Hateful Respect.


Eddie Brock attempts to reignite his career by interviewing serial killer Cletus Kasady, who becomes the host of the symbiote Carnage and escapes prison after a failed execution.


-SELF AWARENESS- Let me get on my soapbox here, and preach about the importance of acknowledging movies that are built for having fun, and that doesn’t take themselves too seriously. Movies from the Marvel Cinematic Universe, and the DC Extended Universe present themselves as top tier, epic level, SUPER self-aggrandizing, tent pole films. You can see millions of dollars spent on each and every shot. No matter how tongue and cheek the presentation of an MCU or DCEU flick may be, NONE of them are trying to be b-level at all. Everything about them is serious AF.

And I greatly respect that these Venom movies COULDN’T GIVE A S*** ABOUT ANY OF THAT.

Tom Hardy and Andy Serkis have each been a part of multiple mega tent pole franchises. I would be willing to bet that THOSE dudes very much know that this franchise isn’t on the level of certain stuff they have already been in. They’ve been around long enough to know of what they want this Venom franchise to be. (And for the most part, so does Columbia Pictures) They shamelessly and unabashedly lean into all of the b-level schlock that this is. And for THAT I respect this film more than I actually like it.

-TOM HARDY-  For a man who’s built his reputation off playing characters that are deadly serious, Tom Hardy really dives into the physical comedy route here. His performance in the previous film was indeed comedic in nature, but his performance in this film is dare I say… full-blown slapstick comedy. So much so, that I would consider this film as much of a comedy as it is any other genre.

-WOODY HARRELSON- Woody Harrelson is like the parmesan cheese/bacon bits of cinema. He is the thing that you can sprinkle on to literally any film, and make it taste just a little bit better because he’s there. Cletus Kasady is a schlocky psychotic villain, but Harrelson pulls that kind of stuff off well. He’s done it before. (Seven psychopaths, War for the Planet of the Apes) This kind of thing in his wheelhouse. And for the most part, it’s fun.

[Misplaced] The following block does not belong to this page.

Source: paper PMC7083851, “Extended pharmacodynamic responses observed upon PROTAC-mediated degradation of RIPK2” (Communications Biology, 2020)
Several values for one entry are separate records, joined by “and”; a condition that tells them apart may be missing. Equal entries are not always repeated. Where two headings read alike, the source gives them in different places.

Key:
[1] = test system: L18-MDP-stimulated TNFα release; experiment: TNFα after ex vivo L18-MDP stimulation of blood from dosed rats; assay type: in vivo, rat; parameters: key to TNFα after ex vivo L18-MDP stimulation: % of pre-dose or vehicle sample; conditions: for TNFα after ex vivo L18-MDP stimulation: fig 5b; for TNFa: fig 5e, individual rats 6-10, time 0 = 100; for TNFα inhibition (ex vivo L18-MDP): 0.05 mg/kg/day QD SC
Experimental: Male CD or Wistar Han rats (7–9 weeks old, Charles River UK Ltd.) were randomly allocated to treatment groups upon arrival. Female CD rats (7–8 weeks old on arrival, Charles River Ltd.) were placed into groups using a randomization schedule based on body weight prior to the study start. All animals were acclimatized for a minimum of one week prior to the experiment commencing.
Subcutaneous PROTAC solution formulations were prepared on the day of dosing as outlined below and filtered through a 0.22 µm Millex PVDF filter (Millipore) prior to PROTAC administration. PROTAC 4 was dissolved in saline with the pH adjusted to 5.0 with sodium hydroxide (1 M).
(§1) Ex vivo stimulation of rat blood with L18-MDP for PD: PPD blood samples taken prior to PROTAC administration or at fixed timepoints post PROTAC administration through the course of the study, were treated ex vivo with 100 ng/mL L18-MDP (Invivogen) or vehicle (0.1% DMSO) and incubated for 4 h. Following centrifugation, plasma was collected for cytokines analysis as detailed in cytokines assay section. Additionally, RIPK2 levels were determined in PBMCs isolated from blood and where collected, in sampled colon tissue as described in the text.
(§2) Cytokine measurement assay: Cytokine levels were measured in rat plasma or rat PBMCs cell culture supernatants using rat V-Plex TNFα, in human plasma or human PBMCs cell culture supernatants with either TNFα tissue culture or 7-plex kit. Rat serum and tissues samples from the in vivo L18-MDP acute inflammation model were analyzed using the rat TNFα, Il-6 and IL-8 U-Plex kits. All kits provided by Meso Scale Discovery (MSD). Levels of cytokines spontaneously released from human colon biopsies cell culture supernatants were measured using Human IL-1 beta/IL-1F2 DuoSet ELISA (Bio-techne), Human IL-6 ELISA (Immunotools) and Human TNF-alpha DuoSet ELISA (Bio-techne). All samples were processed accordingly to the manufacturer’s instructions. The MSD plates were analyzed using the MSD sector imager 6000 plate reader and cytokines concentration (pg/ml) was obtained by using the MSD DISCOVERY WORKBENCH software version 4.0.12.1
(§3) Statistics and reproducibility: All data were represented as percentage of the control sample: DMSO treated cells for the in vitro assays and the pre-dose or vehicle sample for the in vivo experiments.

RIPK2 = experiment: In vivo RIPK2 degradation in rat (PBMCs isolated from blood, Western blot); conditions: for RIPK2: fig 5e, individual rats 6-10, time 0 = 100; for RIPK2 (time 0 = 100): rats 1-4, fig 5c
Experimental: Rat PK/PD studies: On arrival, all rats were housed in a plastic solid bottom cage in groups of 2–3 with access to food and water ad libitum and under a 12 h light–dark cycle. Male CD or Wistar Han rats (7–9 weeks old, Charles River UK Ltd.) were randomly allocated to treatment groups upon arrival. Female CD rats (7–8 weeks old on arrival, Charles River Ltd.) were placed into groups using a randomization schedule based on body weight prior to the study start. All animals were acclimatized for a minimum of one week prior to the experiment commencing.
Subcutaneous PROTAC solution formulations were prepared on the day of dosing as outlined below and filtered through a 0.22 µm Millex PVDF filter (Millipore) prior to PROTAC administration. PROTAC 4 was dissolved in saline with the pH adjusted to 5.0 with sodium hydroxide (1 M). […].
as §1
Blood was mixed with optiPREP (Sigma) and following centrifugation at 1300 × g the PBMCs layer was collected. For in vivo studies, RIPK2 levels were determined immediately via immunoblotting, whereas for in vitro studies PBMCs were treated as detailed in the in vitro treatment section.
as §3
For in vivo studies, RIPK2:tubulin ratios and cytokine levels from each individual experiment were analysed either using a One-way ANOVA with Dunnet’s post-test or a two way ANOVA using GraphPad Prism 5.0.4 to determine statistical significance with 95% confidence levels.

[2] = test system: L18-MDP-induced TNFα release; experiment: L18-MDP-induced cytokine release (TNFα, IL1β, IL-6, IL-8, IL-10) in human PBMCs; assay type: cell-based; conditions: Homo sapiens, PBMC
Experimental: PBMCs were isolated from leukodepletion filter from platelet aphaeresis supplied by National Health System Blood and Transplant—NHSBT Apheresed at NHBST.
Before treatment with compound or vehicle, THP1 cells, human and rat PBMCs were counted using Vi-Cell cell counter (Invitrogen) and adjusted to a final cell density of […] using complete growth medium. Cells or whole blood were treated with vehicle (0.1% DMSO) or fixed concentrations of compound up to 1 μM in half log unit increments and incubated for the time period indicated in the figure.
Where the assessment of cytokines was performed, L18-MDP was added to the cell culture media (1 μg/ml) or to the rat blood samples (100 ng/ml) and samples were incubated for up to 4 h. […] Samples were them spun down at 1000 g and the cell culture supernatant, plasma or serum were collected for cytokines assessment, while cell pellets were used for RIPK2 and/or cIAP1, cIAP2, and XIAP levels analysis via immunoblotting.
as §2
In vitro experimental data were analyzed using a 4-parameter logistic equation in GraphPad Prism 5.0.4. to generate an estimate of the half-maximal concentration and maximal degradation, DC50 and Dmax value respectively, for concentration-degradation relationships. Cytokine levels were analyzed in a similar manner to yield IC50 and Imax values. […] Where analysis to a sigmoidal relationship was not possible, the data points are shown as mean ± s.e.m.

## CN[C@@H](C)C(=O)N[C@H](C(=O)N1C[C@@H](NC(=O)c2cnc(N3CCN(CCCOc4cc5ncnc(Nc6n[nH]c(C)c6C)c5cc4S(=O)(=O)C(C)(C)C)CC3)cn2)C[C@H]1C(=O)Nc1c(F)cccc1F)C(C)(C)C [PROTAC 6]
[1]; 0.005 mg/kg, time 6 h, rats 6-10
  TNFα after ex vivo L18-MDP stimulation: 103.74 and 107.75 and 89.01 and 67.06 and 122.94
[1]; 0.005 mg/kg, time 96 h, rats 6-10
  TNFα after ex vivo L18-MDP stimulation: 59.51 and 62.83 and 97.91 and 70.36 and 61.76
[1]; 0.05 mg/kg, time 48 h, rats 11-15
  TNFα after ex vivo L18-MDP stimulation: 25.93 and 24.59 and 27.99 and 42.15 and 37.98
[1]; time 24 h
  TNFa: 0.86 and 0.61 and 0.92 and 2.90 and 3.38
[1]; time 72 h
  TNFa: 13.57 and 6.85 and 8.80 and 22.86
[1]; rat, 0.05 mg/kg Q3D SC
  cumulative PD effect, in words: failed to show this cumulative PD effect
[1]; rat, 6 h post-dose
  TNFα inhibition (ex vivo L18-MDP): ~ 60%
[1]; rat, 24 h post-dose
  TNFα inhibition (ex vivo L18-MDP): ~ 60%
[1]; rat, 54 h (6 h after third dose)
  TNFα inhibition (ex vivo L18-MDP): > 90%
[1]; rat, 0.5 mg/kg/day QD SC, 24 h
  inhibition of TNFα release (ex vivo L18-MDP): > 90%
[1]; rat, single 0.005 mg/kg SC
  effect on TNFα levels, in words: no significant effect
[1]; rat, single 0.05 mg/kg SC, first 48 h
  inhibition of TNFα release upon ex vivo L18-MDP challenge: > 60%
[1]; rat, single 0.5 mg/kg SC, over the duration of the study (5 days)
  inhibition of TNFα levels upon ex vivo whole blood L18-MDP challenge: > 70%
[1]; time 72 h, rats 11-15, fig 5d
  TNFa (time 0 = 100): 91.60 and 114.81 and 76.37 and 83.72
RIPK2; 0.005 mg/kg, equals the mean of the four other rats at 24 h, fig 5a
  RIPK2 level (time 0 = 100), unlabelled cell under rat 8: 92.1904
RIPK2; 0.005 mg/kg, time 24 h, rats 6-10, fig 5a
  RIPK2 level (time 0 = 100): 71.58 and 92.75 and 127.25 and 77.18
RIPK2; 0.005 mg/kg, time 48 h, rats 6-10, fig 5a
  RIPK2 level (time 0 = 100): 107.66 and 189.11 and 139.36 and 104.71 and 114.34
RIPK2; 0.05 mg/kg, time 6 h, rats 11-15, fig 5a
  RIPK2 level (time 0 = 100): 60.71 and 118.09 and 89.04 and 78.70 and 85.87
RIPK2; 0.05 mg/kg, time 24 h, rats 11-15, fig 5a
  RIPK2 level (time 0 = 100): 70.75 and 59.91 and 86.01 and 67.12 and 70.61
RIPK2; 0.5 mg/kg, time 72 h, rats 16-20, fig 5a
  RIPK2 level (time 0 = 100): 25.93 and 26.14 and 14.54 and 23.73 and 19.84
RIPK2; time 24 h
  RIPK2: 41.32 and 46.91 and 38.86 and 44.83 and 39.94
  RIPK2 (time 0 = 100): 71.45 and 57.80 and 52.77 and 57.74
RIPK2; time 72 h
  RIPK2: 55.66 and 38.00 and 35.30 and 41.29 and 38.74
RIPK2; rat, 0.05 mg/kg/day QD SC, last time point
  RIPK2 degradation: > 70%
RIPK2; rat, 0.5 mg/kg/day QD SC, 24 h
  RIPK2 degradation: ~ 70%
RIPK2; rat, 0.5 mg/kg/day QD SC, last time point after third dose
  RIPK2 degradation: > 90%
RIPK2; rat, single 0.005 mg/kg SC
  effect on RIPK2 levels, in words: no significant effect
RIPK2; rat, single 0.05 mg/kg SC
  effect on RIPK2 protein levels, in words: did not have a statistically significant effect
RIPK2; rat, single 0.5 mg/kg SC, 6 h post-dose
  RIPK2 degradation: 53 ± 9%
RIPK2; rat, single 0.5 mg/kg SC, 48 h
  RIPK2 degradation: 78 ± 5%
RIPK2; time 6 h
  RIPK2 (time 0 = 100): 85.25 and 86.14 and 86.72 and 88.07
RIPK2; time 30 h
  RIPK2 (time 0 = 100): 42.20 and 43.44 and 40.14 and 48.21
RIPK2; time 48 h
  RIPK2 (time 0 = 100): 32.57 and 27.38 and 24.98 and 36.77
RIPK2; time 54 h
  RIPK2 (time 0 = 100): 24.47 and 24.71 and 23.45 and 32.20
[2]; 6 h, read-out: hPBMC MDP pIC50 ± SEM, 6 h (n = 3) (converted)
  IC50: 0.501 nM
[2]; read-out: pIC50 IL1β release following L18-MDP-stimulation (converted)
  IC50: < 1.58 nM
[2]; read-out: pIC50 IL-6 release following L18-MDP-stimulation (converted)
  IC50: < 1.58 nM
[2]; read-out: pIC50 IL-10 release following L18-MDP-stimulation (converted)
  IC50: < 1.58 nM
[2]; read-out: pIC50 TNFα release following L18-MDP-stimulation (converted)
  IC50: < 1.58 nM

-THE POST CREDIT SCENE- I not going to talk in-depth about it of course, but I will say this with no hyperbole…it’s the greatest post-credits scene in a movie that I’ve seen since Sam Jackson popped up in the first Iron Man movie all those years ago.

To be in a practically sold-out auditorium and to feel the audience’s reaction to what happens in this post-credit scene is energy that I haven’t felt in a movie theater in quite some time.


-CARNAGE- The major flaw of this film is Carnage. Not Cletus Kasady mind you, but Carnage. As an actual character, there’s nothing here. It would be a lot better if Carnage never spoke because they keep trying to portray him as an actual character with a storyline. (he refers to venom as “Father” numerous times, and the film does nothing to explore that whatsoever) And it’s almost cringe-worthy when this film tries to do anything else other than have him destroying stuff.

-THE SECOND ACT- I don’t feel like it’s spoiling anything to tell you that in the second act of this film Eddie Brock and the villain are separated. Venom gets to be his own character for a while that’s is not responding to Eddie Brock in any way, and the film IMMEDIATELY suffers as a result.

When the film went down this route, I kind of came to realize that these Venom movies are kind of buddy cop movies technically. And in every buddy cop movie, the story tends to suffer when the protagonists are not on screen together. That is the case here.


-WASTED TALENT- I came to understand long ago, that sometimes our favorite character actors need a MASSIVE paycheck from time to time. I also understand that those massive paychecks are most easily acquired by doing films such as this.

Perhaps this is s*** that only bothers me, but when I see actors like Naomie Harris and Michelle Williams involved with projects like this, (When it really could have gone to any lesser-known if not absolutely obscure actors and had the exact same effect on screen) I tend to get really annoyed. Like Hardy and Harrelson, Harris and Williams are oscar nominees. But unlike their male counterparts, they are delegated to somewhat stereotypical love interests this time around. *SIGH*

-TRASH ASS DIALOGUE- The dialogue in this film is the main reason why I can’t say that I like or would even suggest anyone see this film. While I respect fully embracing your b-level movie ideologies, atrocious dialogue destroys all good intentions for me.

And dialogue that is THIS MOTHER F****** ATROCIOUS? Well, it’s bad enough to take you completely out of the movie very often. Every inch of dialogue in this film that isn’t involving Eddie Brock and Venom talking to each other is borderline amateur hour.

Go in with VERY low expectations. Maybe you will be happy. But that’s a BIG maybe.

VENOM: LET THERE BE CARNAGE is available in theaters

Eli Brumfield

Eli Brumfield in an actor/screenwriter from Seattle Washington, living in Los Angeles.

He is the host of the RV8 Podcast.

He hates the word cinefile, but considering how many films he consumes in a week...and how many films he goes out of his way to see, no matter the genre...he kinda seems to be one.

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